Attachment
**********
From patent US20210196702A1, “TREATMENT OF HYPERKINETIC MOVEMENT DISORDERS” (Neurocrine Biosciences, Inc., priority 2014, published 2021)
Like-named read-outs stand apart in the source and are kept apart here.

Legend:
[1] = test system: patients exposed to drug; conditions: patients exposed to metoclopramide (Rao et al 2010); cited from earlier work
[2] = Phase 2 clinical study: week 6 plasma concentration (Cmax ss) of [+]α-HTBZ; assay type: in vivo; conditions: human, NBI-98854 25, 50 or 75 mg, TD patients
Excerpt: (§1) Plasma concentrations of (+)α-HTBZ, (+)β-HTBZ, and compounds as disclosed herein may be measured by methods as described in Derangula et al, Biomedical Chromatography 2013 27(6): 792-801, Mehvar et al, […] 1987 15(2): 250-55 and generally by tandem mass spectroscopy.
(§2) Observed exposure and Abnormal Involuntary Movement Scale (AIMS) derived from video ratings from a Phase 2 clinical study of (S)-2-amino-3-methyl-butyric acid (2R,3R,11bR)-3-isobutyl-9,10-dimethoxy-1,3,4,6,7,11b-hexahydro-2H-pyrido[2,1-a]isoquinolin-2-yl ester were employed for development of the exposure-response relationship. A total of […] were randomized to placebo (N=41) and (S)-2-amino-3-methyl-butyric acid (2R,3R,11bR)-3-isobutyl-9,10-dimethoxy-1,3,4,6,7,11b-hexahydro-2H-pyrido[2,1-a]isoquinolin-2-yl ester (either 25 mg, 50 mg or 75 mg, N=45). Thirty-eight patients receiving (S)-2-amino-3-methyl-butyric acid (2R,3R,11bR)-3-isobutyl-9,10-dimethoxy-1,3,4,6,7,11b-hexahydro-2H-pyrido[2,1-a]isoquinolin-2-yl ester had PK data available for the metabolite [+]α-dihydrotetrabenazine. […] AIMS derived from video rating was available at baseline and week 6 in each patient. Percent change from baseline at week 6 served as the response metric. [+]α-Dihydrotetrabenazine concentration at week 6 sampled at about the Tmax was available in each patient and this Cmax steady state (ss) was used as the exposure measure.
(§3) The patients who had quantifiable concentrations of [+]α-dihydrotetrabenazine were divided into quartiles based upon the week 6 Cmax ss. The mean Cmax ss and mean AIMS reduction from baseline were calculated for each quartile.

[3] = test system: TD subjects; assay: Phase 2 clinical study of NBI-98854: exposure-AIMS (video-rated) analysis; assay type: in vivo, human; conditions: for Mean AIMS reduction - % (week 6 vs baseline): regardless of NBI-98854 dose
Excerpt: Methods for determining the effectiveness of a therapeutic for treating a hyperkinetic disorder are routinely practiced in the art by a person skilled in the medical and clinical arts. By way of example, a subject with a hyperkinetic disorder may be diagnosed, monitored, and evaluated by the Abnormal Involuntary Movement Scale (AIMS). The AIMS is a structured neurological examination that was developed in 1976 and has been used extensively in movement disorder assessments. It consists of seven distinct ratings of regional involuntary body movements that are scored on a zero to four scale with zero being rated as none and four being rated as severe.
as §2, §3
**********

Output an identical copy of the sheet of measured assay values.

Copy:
From patent US20210196702A1, “TREATMENT OF HYPERKINETIC MOVEMENT DISORDERS” (Neurocrine Biosciences, Inc., priority 2014, published 2021)
Like-named read-outs stand apart in the source and are kept apart here.

Legend:
[1] = test system: patients exposed to drug; conditions: patients exposed to metoclopramide (Rao et al 2010); cited from earlier work
[2] = Phase 2 clinical study: week 6 plasma concentration (Cmax ss) of [+]α-HTBZ; assay type: in vivo; conditions: human, NBI-98854 25, 50 or 75 mg, TD patients
Excerpt: (§1) Plasma concentrations of (+)α-HTBZ, (+)β-HTBZ, and compounds as disclosed herein may be measured by methods as described in Derangula et al, Biomedical Chromatography 2013 27(6): 792-801, Mehvar et al, […] 1987 15(2): 250-55 and generally by tandem mass spectroscopy.
(§2) Observed exposure and Abnormal Involuntary Movement Scale (AIMS) derived from video ratings from a Phase 2 clinical study of (S)-2-amino-3-methyl-butyric acid (2R,3R,11bR)-3-isobutyl-9,10-dimethoxy-1,3,4,6,7,11b-hexahydro-2H-pyrido[2,1-a]isoquinolin-2-yl ester were employed for development of the exposure-response relationship. A total of […] were randomized to placebo (N=41) and (S)-2-amino-3-methyl-butyric acid (2R,3R,11bR)-3-isobutyl-9,10-dimethoxy-1,3,4,6,7,11b-hexahydro-2H-pyrido[2,1-a]isoquinolin-2-yl ester (either 25 mg, 50 mg or 75 mg, N=45). Thirty-eight patients receiving (S)-2-amino-3-methyl-butyric acid (2R,3R,11bR)-3-isobutyl-9,10-dimethoxy-1,3,4,6,7,11b-hexahydro-2H-pyrido[2,1-a]isoquinolin-2-yl ester had PK data available for the metabolite [+]α-dihydrotetrabenazine. […] AIMS derived from video rating was available at baseline and week 6 in each patient. Percent change from baseline at week 6 served as the response metric. [+]α-Dihydrotetrabenazine concentration at week 6 sampled at about the Tmax was available in each patient and this Cmax steady state (ss) was used as the exposure measure.
(§3) The patients who had quantifiable concentrations of [+]α-dihydrotetrabenazine were divided into quartiles based upon the week 6 Cmax ss. The mean Cmax ss and mean AIMS reduction from baseline were calculated for each quartile.

[3] = test system: TD subjects; assay: Phase 2 clinical study of NBI-98854: exposure-AIMS (video-rated) analysis; assay type: in vivo, human; conditions: for Mean AIMS reduction - % (week 6 vs baseline): regardless of NBI-98854 dose
Excerpt: Methods for determining the effectiveness of a therapeutic for treating a hyperkinetic disorder are routinely practiced in the art by a person skilled in the medical and clinical arts. By way of example, a subject with a hyperkinetic disorder may be diagnosed, monitored, and evaluated by the Abnormal Involuntary Movement Scale (AIMS). The AIMS is a structured neurological examination that was developed in 1976 and has been used extensively in movement disorder assessments. It consists of seven distinct ratings of regional involuntary body movements that are scored on a zero to four scale with zero being rated as none and four being rated as severe.
as §2, §3